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The Truth, Mainly - 06/02/1997

Finding new roads to wealth: The senior citizen discount

“Hah!” I yell to my wife.

I hand her the newspaper and point to the AP story about the geezer who wears dirty jeans and gives away money in Leesburg, Va. His name is Irwin Uran, he’s 71, and he’s suing a former girlfriend for not returning his cat and his goat.

But that’s not why I yell “Hah!”

Nor is it because Irwin Uran lives in a Best Western motel with his dog, Roger, and just gave a million dollars to Leesburg “to help children.” Irwin Uran says he has about $400 million.

No, what excites me is a quotation from the proprietor of a bagel shop where Irwin Uran eats bagels: “He always asks for the senior citizen discount.”

That’s what makes me yell “Hah!” to my wife.

“Let’s see,” she says without looking up from her crossword puzzle. “That’s a ‘hah’ with an exclamation point rather than a ‘hah’ with a question mark, so rather than indicating befuddlement it denotes reinforcement of some odd little belief of yours. What is it this time?”

“Oh, not much,” I say. “Just another story about a guy who has 400 million smackerooskies because he always asks for the senior citizen discount on his bagel.”

My wife is embarrassed when I ask for my senior citizen discount. I’m entitled. She’s not. Sometimes I ask for the senior citizen discount for both of us.

“He wears dirty jeans just like mine,” I say while she reads the story. “He lives in a Best Western with his dog, Roger. I imagine Best Western has a nice little senior citizen discount, but he could save even more in a little mom-and-pop motel like the one where we stay in Ogallala.”

She doesn’t like staying in the little mom-and-pop motel in Ogallala, but I work it so I’m driving when we go through there; the rule is that whoever is driving gets to pick the restaurant and the motel.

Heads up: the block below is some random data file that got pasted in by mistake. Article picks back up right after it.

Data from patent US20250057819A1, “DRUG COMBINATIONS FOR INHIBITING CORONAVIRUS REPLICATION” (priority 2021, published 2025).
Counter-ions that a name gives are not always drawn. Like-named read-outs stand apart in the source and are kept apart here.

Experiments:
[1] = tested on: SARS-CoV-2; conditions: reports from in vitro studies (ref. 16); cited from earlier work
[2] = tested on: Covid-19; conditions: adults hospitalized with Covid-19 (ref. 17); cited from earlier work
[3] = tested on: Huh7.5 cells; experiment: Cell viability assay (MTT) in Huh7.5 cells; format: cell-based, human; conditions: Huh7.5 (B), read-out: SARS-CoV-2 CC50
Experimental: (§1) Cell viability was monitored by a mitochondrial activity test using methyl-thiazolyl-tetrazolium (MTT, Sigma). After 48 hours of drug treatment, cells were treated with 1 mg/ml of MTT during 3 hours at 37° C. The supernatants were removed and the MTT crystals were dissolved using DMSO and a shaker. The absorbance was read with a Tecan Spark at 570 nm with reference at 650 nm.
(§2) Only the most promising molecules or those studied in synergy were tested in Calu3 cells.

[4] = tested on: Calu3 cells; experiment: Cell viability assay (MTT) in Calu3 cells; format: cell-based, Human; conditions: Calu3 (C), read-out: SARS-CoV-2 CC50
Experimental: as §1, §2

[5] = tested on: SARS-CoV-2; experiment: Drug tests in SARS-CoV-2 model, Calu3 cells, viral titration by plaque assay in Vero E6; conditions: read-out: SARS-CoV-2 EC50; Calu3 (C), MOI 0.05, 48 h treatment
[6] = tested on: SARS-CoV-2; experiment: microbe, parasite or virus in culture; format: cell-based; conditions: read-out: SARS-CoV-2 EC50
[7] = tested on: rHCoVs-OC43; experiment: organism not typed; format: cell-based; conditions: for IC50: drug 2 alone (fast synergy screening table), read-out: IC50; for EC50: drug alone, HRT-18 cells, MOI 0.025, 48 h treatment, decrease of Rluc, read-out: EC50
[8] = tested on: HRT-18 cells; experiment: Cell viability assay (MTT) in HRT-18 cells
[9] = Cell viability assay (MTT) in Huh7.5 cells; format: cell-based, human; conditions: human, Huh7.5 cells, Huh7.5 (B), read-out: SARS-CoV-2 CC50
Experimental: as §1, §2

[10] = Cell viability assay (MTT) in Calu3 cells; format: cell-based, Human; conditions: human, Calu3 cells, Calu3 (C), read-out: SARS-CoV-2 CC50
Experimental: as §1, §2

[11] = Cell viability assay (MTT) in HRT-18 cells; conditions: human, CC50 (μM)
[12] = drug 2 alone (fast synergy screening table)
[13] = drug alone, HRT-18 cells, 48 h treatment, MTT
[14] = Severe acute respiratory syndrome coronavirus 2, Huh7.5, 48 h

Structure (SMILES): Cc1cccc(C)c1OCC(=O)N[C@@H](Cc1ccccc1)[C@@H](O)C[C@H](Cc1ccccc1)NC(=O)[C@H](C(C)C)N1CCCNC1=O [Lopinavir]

“Anyway,” I say, “it’s not staying in the motel that made him rich. It’s the bagels. Read the part about the bagels.”

She finishes and hands back the the paper.

“Wrong again, Bozo,” she says. “Doesn’t say Irwin Uran piled up 400 million smackerooskies from senior citizen discounts on his bagels. Says he ‘made his fortune investing wisely.’ Something you’re laughably befuddled about.”

“The best offense is defense,” I say. “A penny saved is a penny earned.”

“Think about it, Mr. Buffett,” she says. “Say a bagel sandwich costs $3.60. Say the senior citizen discount is 10 percent. Any idea how many he’d have to eat to save 400 million smackerooskies?”

“Hah?” I say as she whips out her pocket calculator.

“He’d have to eat more than a trillion bagel sandwiches,” she says. “If he ate three a day, it would take him more than 370 million days. More than a million years.”

“Sure,” I say, “make fun of economy. Ridicule thrift. Mock prudence. Had you been born, as I was, in 1934, a poor forlorn Depression Baby, you too would—”

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“Have inbibed frugality with my mother’s milk?” she says. “Yeah, yeah, yeah. Then I could have been the second tightest wad in town.”

“The Depression saved old Irwin Uran,” I say. “He was born in the Roaring Twenties and he’d have lived a life of rampant spendthrifthood had it not been for the Depression. Now he’s got $400 million and he gets a senior citizen discount.”

“Seems strange,” she says. “Doesn’t it?”

“The cat and the goat?” I say. “Yeah, that’s real weird.”

“I mean,” she says, “it seems strange that someone with $400 million gets a senior citizen’s discount.”

“He’s entitled,” I say. Sometimes I have to spell it out for her. “He’s 71.”

“But you’d think they’d give discounts to people who need them,” she says. “People with $400 million don’t need them.”

“Class warfare!” I yelp. “Galloping bolshevism! Next you’ll be saying I don’t need a senior citizen discount either.”

“When were we the poorest we’ve ever been?” she asks.

“That’s easy, I say. “When we were in our twenties with three babies and a mortgage.”

“And when did we have the most mney we’ve ever had?” she asks.

“Right now,” I say. “The kids are gone and the mortgage is paid off.”

“So doesn’t it seem strange that you didn’t get a junior citizen discount when you needed it?” she says. “Instead of a senior citizen discount when you don’t need it?”

“Hey, this is America,” I say. “The more you got, the more you get. It’s a wunnerful, wunnerful system.”

Patriotism wells up inside me and I burst into song: “The rich get rich and the poor get poorer. In the meantime, in between time, ain’t we got fun?”

“Oh Lord,” she says, rolling her eyes. “Can we begin the fun by staying in a motel without bugs next time we’re in Ogallala?”

It doesn’t sound like a question. It sounds like an ultimatum. But I have limits beyond which I won’t be pushed.

“Yes, m’love,” I say. “If we find a bagel shop with senior citizen discounts.”


Lincoln English Professor Satterfield writes to salvage clarity from his confusion. His column appears on alternate Mondays.


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